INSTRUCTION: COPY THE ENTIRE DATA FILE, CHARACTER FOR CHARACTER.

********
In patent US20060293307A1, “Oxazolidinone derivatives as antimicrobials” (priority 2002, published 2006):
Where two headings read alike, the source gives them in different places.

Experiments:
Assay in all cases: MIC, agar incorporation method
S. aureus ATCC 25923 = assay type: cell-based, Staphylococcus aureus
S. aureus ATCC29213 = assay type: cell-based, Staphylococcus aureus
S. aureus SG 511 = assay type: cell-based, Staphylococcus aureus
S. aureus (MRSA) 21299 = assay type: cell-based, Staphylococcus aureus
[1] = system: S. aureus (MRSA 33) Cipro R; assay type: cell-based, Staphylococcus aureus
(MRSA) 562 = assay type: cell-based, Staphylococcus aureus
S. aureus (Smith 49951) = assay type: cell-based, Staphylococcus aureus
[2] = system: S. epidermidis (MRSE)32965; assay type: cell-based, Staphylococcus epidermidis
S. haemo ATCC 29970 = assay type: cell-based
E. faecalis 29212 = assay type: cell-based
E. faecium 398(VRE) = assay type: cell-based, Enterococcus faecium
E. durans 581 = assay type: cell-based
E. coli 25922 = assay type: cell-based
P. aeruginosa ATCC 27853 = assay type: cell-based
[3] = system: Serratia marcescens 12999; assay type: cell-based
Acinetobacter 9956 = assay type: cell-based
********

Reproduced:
In patent US20060293307A1, “Oxazolidinone derivatives as antimicrobials” (priority 2002, published 2006):
Where two headings read alike, the source gives them in different places.

Experiments:
Assay in all cases: MIC, agar incorporation method
S. aureus ATCC 25923 = assay type: cell-based, Staphylococcus aureus
S. aureus ATCC29213 = assay type: cell-based, Staphylococcus aureus
S. aureus SG 511 = assay type: cell-based, Staphylococcus aureus
S. aureus (MRSA) 21299 = assay type: cell-based, Staphylococcus aureus
[1] = system: S. aureus (MRSA 33) Cipro R; assay type: cell-based, Staphylococcus aureus
(MRSA) 562 = assay type: cell-based, Staphylococcus aureus
S. aureus (Smith 49951) = assay type: cell-based, Staphylococcus aureus
[2] = system: S. epidermidis (MRSE)32965; assay type: cell-based, Staphylococcus epidermidis
S. haemo ATCC 29970 = assay type: cell-based
E. faecalis 29212 = assay type: cell-based
E. faecium 398(VRE) = assay type: cell-based, Enterococcus faecium
E. durans 581 = assay type: cell-based
E. coli 25922 = assay type: cell-based
P. aeruginosa ATCC 27853 = assay type: cell-based
[3] = system: Serratia marcescens 12999; assay type: cell-based
Acinetobacter 9956 = assay type: cell-based